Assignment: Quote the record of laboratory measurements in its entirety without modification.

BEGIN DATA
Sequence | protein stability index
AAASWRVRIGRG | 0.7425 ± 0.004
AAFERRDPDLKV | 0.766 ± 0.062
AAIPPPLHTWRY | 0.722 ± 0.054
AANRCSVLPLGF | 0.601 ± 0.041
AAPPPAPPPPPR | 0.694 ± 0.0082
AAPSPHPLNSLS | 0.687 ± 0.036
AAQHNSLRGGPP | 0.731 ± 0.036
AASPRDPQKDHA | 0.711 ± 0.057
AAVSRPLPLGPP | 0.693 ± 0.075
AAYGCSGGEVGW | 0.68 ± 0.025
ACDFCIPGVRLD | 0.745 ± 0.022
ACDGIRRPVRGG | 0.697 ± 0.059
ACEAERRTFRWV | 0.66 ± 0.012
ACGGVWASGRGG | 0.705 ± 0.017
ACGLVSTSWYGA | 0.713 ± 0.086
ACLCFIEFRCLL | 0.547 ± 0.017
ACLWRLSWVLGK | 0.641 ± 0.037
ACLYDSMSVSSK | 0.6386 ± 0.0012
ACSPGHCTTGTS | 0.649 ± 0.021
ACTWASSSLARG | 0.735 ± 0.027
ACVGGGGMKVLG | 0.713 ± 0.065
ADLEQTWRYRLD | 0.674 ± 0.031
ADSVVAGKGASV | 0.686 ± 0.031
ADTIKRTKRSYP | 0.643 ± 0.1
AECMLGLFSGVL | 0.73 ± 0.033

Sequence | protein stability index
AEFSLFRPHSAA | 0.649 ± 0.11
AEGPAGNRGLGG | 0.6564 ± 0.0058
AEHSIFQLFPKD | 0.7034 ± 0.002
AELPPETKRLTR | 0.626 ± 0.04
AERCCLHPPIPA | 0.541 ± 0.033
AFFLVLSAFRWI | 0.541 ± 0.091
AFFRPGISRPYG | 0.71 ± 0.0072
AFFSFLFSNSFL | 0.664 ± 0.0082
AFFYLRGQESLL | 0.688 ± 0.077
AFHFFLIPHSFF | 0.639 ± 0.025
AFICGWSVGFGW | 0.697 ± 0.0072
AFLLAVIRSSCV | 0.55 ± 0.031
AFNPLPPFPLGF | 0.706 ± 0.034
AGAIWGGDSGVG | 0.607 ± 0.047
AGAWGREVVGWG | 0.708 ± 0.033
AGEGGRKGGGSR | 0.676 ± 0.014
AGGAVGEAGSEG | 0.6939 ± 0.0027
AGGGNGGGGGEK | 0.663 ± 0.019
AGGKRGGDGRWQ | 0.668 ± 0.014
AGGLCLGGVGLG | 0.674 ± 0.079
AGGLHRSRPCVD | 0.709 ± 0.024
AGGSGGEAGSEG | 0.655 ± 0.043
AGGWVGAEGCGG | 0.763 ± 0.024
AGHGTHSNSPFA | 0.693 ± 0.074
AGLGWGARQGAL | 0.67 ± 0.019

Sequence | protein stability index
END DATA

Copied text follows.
Sequence | protein stability index
AAASWRVRIGRG | 0.7425 ± 0.004
AAFERRDPDLKV | 0.766 ± 0.062
AAIPPPLHTWRY | 0.722 ± 0.054
AANRCSVLPLGF | 0.601 ± 0.041
AAPPPAPPPPPR | 0.694 ± 0.0082
AAPSPHPLNSLS | 0.687 ± 0.036
AAQHNSLRGGPP | 0.731 ± 0.036
AASPRDPQKDHA | 0.711 ± 0.057
AAVSRPLPLGPP | 0.693 ± 0.075
AAYGCSGGEVGW | 0.68 ± 0.025
ACDFCIPGVRLD | 0.745 ± 0.022
ACDGIRRPVRGG | 0.697 ± 0.059
ACEAERRTFRWV | 0.66 ± 0.012
ACGGVWASGRGG | 0.705 ± 0.017
ACGLVSTSWYGA | 0.713 ± 0.086
ACLCFIEFRCLL | 0.547 ± 0.017
ACLWRLSWVLGK | 0.641 ± 0.037
ACLYDSMSVSSK | 0.6386 ± 0.0012
ACSPGHCTTGTS | 0.649 ± 0.021
ACTWASSSLARG | 0.735 ± 0.027
ACVGGGGMKVLG | 0.713 ± 0.065
ADLEQTWRYRLD | 0.674 ± 0.031
ADSVVAGKGASV | 0.686 ± 0.031
ADTIKRTKRSYP | 0.643 ± 0.1
AECMLGLFSGVL | 0.73 ± 0.033

Sequence | protein stability index
AEFSLFRPHSAA | 0.649 ± 0.11
AEGPAGNRGLGG | 0.6564 ± 0.0058
AEHSIFQLFPKD | 0.7034 ± 0.002
AELPPETKRLTR | 0.626 ± 0.04
AERCCLHPPIPA | 0.541 ± 0.033
AFFLVLSAFRWI | 0.541 ± 0.091
AFFRPGISRPYG | 0.71 ± 0.0072
AFFSFLFSNSFL | 0.664 ± 0.0082
AFFYLRGQESLL | 0.688 ± 0.077
AFHFFLIPHSFF | 0.639 ± 0.025
AFICGWSVGFGW | 0.697 ± 0.0072
AFLLAVIRSSCV | 0.55 ± 0.031
AFNPLPPFPLGF | 0.706 ± 0.034
AGAIWGGDSGVG | 0.607 ± 0.047
AGAWGREVVGWG | 0.708 ± 0.033
AGEGGRKGGGSR | 0.676 ± 0.014
AGGAVGEAGSEG | 0.6939 ± 0.0027
AGGGNGGGGGEK | 0.663 ± 0.019
AGGKRGGDGRWQ | 0.668 ± 0.014
AGGLCLGGVGLG | 0.674 ± 0.079
AGGLHRSRPCVD | 0.709 ± 0.024
AGGSGGEAGSEG | 0.655 ± 0.043
AGGWVGAEGCGG | 0.763 ± 0.024
AGHGTHSNSPFA | 0.693 ± 0.074
AGLGWGARQGAL | 0.67 ± 0.019

Sequence | protein stability index